All original content of whatever nature created by Joey G. Alarilla and posted on this weblog is made available to the public under a Creative Commons License. Violators will be pummeled repeatedly on the head with a keyboard.
Monday, September 27, 2004
mountains and mud
I miss mountain climbing.
I know I'll probably hurt myself because the last mountain I climbed was Banahaw 10 years and about 50 or more pounds ago.
Not that I was a UP Mountaineer or a member of any similar org. My friends Ace and Anthony were the culprits who got me hooked for a time, even though they also weren't UP Mountaineers.
They were, however, NCOs in the UP Special Operations Battalion (SOB, hehe) or the Special Forces -- the cool outfit to join if you didn't want to go through the regular CMT courses. They joined the SF a batch ahead of me, along with other officers such as our other high school friend Marianito and I-didn't-know-him-at-the-time-but-would-one-day-be-my-orgmate-and-fellow-PDI-reporter Alcuin, got to boss me around during training.
Proving that the world is indeed flat, er, I mean, small, years later, fellow SF members Quay and Leo would also become my good friends. I'd meet Quay (Eric Evano in a past life, haha) in UP Tinta and Leo, who was PDI Infotech assistant editor at the time, in 1969. No, we didn't go back in time. I'm talking about the Internet magazine 1969 -- this was before I became a correspondent and later a reporter of PDI.
I envy these people because they finished their SF training. I didn't continue the course because I was, ahem, a born-again at the time and I could no longer attend the Friday night ops, where we pretended the sprawling Diliman campus was Vietnam and conducted war games from around 8 or 9 p.m. to early morning, going home (or sometimes just bringing toiletries and extra clothes so we didn't have to commute) to change before returning to UP Saturday noon for the daytime training.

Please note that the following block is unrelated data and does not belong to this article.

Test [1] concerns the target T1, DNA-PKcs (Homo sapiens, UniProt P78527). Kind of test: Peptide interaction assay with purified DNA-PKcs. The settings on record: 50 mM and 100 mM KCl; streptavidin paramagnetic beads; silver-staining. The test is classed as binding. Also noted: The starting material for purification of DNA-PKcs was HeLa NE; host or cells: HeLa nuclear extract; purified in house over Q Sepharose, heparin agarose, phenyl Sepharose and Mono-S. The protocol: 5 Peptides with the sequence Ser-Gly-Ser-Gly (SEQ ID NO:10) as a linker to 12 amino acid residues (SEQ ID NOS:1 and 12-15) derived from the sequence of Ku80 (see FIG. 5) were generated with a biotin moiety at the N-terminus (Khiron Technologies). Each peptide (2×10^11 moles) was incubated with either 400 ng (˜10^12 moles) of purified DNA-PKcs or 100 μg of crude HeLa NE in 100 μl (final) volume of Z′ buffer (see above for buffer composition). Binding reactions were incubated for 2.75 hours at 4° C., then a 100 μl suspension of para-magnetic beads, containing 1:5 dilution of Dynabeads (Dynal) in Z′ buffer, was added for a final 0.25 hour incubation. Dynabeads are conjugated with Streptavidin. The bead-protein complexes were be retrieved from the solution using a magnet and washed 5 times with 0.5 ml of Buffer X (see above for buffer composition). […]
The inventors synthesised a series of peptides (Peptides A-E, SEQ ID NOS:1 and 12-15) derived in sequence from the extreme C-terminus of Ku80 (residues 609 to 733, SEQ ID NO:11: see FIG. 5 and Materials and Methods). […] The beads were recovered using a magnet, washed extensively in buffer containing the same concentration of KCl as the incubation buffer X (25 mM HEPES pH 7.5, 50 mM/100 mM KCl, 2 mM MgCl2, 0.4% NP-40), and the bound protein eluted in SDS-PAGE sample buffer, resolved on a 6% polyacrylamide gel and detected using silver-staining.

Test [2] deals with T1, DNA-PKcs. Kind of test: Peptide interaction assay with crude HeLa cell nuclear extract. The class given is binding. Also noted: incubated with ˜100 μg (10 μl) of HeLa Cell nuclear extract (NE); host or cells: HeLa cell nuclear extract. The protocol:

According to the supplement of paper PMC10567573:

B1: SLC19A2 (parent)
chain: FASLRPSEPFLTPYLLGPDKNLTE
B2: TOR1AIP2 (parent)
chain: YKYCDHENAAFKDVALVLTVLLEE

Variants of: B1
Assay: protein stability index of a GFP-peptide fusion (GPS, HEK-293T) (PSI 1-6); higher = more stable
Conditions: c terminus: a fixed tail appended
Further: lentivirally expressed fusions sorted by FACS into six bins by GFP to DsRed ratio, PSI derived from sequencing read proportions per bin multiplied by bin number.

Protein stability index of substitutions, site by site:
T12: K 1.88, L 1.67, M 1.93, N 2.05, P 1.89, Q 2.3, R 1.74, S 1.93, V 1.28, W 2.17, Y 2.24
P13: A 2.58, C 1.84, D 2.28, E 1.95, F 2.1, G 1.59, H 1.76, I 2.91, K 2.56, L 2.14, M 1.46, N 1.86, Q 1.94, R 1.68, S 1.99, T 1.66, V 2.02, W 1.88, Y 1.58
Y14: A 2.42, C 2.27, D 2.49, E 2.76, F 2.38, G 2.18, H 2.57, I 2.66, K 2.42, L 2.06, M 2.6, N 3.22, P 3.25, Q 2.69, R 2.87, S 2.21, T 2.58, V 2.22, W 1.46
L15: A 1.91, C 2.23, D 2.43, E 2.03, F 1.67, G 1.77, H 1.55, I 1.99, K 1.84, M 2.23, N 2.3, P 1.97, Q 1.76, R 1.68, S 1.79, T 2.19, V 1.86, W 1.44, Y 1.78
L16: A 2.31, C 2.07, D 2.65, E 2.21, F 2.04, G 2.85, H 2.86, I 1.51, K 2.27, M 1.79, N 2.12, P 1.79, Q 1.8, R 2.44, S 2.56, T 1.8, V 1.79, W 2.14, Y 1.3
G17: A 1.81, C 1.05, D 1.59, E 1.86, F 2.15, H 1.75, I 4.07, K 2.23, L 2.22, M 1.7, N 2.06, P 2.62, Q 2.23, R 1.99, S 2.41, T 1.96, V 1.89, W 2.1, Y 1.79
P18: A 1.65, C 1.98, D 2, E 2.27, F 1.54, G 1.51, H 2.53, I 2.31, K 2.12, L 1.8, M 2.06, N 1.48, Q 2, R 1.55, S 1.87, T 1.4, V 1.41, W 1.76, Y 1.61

The thing was that not only were our fellowship's prayer warrior activities moved to Friday evenings (and OK, I admit it, because I also wanted to be home Friday night in time for "Moonlighting," hehe) but also because some church elders found out about the SF training and were aghast. So to my regret, I don't know the sweet taste of muddy socks inside my mouth or the joy of running around Diliman in my underwear, hahaha.
So what the heck was I talking about -- oh right, mountain climbing. I don't have that many climbs under my belt, but they do include Maculot (twice), Makiling (damn limatik!) and Banahaw. Maculot was the most memorable because it was my first climb, while Banahaw was the best because, well, it's Banahaw. You'll know what I mean when you climb it. Somehow, you really do feel closer to God, and I'm talking as someone who was an atheist at the time (obviously, I wasn't a born-again for that long). Those were also the days when I was a smoker, stupidly puffing ciggies while climbing the mountain, though I'm proud to say I never littered. Yup, eco-friendly air polluting smoker, that's me.
My second Maculot climb, however, depressed me by how commercialized the mountain had become. I don't know if things have changed, but the rest stops along the trail had buko stands, for crying out loud!
Anyway, since I'm waxing nostalgic, if you have an unforgettable mountain climbing experience in the Philippines, why not tell me about it and e-mail your story to firstname.lastname@example.org? Keep it short and sweet (not more than 800 words, OK), include pics with captions (e-mail the images as JPEG attachments together with your article) and, if the story's good enough, we'll use it in Global Nation's Philippine Explorer section.
Unfortunately, we can't offer contributor's fees -- repeat, no dinero, nada, zilch -- so this will be a labor of love. But hey, it's your chance to share your masterpiece with a worldwide audience and see your byline on INQ7.net.
So, go for it. Meanwhile, I think I'll exercise right now by doing 7 reps with the mouse.